Wheelgun Nation

The .380 British Revolvers

Duke’s two .380 British revolvers. Left is the Enfield No. 2 Mk I. Right is the S&W M&P “Victory Model.”

At a time when almost all modern nations’ military forces were adopting semi-auto handguns, the British stubbornly clung to revolvers. From 1887 to 1928, their standard service revolver cartridge had been .455 Webley, which made the transition from black powder to smokeless powder loadings. Last of the .455 revolvers was the 40-oz. Mark VI, which came into service in 1916, but by 1928, it was supplanted officially by the much smaller but likewise functioning Enfield No. 2 Mk 1. Due to firearms shortages, .455 revolvers actually served through World War II and beyond.

Duke’s Enfield No. 2 Mk I was made at the Enfield factory in 1936.
Note the RAF (Royal Air Force) stamp under the cylinder.

Duke’s S&W M&P “Victory Model” .38 denotes country of origin.
The “broad arrow” beneath that is a British acceptance stamp.

Duke’s choice of handload for both his .380 British revolvers
is Lyman’s bullet #358430, a 200-grain round nose.

Enfield No. 2 Mk I

Introduced in 1928, the new 27-oz. Enfield No. 2 Mk I chambered a round named .380 British. This is a six-shot revolver with top-brake operation. To open it, a lever on the frame’s left side is pressed while the barrel is simultaneously pushed down. That ejects all empty or full cases from the chambers. New rounds are then inserted, and the barrel is brought up smartly to lock it in place. Enfield No. 2 Mk Is are capable of both single action and double action modes of fire, but a later Enfield No. 2 Mk I* without hammer spur is double action only. Ostensibly, this later version was intended for crew members of armored vehicles because hammer spurs tended to catch on protuberances in confined spaces.

Both versions of Enfield No. 2s are otherwise the same. The barrel length is 5″ and the finish is a dull blue. The barrel latch serves as a non-adjustable rear sight with a square notch milled into it. The front sight blade is removable, held by a single screw. Blades came in different heights so each revolver can be zeroed.

The actual configuration of the No. 2’s barrels is unique. Its sides are flat planes, the bottom is rounded and there is an integral full-length rib that ends in the stud into which sight blades are attached. Also odd to Americans is the barrel’s rifling has seven grooves. The twist is to the right. Having owned this handgun for nearly 20 years, I would have bet big bucks its grips were serrated wood, but with some reading, it was revealed they are actually serrated plastic. As befits a military handgun there is a lanyard ring in its grip bottom.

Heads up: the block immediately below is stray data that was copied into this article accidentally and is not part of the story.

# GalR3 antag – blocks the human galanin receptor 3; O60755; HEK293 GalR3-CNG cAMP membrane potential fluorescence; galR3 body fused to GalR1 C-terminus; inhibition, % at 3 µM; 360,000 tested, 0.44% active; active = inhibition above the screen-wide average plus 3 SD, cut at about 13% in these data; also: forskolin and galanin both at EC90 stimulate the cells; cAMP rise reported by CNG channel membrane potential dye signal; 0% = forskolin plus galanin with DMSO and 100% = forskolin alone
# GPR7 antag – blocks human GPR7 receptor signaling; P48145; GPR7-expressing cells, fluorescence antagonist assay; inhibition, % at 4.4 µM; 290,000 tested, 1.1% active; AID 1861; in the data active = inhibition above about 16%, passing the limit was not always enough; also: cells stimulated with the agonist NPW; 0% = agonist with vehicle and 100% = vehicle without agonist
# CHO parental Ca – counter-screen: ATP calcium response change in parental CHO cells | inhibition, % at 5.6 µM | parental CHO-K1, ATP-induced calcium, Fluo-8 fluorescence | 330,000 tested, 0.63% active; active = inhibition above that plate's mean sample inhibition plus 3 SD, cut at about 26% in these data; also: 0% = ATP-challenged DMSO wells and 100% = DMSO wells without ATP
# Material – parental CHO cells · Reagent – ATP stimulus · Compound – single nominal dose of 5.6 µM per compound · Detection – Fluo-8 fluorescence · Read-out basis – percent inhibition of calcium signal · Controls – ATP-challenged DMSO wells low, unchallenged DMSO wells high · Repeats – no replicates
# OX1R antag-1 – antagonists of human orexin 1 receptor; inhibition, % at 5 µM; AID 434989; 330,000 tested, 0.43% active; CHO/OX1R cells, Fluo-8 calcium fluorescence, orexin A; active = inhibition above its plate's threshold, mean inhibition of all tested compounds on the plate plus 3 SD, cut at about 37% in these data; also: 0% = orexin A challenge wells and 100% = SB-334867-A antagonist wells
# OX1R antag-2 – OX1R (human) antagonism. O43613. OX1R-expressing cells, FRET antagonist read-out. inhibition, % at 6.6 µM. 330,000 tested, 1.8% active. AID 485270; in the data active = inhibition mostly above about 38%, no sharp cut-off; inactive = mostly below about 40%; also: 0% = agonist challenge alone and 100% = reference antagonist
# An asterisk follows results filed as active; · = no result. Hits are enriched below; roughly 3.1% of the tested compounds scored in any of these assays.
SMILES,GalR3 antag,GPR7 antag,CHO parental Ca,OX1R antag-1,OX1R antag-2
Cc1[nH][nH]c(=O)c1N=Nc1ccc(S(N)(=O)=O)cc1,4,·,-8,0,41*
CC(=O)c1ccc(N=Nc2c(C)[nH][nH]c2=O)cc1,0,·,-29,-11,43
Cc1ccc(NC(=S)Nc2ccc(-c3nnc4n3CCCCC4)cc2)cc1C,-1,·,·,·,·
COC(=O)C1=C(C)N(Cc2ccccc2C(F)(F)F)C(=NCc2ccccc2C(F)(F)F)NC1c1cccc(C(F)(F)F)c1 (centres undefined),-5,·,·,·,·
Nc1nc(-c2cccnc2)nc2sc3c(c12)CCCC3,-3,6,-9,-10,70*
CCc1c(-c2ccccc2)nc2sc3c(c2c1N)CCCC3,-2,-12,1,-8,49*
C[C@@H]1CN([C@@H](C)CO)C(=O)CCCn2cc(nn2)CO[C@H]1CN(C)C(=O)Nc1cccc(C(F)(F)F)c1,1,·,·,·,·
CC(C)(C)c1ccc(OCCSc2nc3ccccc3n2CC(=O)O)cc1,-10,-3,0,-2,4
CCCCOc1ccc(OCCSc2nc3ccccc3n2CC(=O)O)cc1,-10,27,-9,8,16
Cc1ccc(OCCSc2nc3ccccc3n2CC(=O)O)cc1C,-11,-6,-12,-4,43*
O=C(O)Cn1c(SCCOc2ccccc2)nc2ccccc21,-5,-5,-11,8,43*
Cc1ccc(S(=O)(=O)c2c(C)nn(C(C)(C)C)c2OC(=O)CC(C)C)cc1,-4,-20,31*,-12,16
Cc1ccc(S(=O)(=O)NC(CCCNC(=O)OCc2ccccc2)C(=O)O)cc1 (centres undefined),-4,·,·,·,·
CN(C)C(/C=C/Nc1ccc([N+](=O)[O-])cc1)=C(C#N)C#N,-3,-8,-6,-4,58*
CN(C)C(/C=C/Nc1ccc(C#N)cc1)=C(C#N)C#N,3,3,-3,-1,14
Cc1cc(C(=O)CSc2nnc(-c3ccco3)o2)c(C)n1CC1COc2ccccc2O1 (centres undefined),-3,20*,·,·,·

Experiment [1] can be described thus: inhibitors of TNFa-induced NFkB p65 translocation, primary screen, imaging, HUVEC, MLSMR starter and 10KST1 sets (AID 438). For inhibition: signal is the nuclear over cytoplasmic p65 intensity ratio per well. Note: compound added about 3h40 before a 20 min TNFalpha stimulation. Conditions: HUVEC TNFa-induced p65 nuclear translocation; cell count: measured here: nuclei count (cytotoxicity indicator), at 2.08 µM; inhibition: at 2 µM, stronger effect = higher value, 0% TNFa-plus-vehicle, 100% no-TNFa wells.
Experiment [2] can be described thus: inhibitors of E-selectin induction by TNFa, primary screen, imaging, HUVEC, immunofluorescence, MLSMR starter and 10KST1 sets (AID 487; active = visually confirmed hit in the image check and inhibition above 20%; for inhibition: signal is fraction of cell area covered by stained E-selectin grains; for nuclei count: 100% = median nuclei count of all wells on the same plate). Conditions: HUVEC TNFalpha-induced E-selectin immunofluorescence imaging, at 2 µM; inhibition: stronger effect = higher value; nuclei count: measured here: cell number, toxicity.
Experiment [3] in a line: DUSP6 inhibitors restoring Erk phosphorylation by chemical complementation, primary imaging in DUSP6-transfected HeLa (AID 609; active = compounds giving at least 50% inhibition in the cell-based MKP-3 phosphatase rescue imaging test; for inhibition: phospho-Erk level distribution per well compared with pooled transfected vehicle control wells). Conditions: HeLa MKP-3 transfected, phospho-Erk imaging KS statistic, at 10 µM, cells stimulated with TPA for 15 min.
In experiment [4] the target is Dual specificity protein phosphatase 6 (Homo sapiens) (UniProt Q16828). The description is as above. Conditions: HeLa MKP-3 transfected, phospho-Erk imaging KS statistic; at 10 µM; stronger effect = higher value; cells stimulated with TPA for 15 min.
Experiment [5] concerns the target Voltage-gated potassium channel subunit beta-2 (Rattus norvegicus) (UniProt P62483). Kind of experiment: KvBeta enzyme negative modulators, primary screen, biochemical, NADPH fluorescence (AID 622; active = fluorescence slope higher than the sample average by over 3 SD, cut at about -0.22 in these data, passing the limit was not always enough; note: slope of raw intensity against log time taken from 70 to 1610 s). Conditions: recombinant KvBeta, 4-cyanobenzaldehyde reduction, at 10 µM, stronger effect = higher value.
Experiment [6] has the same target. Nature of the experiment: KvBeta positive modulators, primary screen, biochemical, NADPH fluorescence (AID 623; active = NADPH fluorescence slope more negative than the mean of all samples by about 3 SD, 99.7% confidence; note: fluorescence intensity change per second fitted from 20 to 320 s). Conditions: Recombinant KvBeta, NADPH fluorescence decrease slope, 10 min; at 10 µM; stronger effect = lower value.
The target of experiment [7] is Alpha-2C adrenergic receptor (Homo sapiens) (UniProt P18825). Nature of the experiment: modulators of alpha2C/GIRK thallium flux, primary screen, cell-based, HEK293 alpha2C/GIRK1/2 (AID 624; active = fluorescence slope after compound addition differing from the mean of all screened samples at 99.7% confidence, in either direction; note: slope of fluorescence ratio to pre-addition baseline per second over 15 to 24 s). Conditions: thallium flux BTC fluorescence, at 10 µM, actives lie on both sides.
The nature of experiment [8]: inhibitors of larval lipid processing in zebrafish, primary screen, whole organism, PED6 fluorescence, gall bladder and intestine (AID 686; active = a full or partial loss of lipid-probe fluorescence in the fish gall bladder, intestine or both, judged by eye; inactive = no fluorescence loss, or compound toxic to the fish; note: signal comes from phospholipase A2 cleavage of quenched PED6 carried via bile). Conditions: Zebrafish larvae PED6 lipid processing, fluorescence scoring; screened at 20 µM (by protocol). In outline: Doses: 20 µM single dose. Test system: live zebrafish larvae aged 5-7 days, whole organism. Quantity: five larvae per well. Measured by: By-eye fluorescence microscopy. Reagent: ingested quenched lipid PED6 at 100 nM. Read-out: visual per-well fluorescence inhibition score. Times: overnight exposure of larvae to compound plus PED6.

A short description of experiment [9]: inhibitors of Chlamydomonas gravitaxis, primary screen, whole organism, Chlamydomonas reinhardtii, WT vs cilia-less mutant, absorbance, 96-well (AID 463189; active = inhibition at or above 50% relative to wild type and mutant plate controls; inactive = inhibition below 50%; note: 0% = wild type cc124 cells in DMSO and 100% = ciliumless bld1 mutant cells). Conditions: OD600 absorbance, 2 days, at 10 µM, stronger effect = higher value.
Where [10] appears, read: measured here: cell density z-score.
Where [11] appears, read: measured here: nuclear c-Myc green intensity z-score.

According to Military Small Arms of the 20th Century, 7th Edition by Ian V. Hoggs and John S. Weeks, the Enfield No. 2 Mk Is were recalled in 1938 and converted to No. 2 MK I*, i.e. double action only with spur-less hammer. Consequently, unaltered No. 2 MK Is are “exceptionally rare.” I admit to not having viewed many of these little revolvers, so I’m not sure of the veracity of this statement. What I do know is I found mine at a Montana gun show nearly 20 years ago. It has its hammer spur, functions single and double action and even better, it’s marked RAF (Royal Air Force). The above-mentioned book says these revolvers were made at the Enfield Royal Small Arms Factory and the Albion Motor Company. The Singer Sewing Machine Company (of England) manufactured parts. I cannot find data on how many were made, but they remained in British service until 1957. My sample is stamped Enfield Mk I, dated 1936 and has a 54XXX serial number.

To Duke’s surprise, Lyman’s dies are labeled for both .38 Super and .38 S&W and worked fine for him.

The .380 British military load with 178-grain FMJ bullet sits in the
center of these five cartridges. At left are the 7.62x25mm Tokarov
and 9mm Parabellum. At right are .455 Webley and .45 ACP.
All these cartridges are original military issue.

M&P Victory

After buying my Enfield No. 2 Mk I, this thought occurred to me, “Duke, in for a dime in for a dollar.” That was my rationalization for hunting down the other British .380 World War II sixgun — S&W’s M&P “Victory” model. (Yvonne says I can rationalize anything if I try hard enough.)

Naturally, the British declared war on Germany in 1939 without having enough arms to fight a war, so once again, they turned to the United States. For handguns, that was S&W, which was already chambering for .38 S&W, happened to be the twin of their .380 British. More on that later. What they bought was simply S&W’s Military & Police model built on their K-Frame.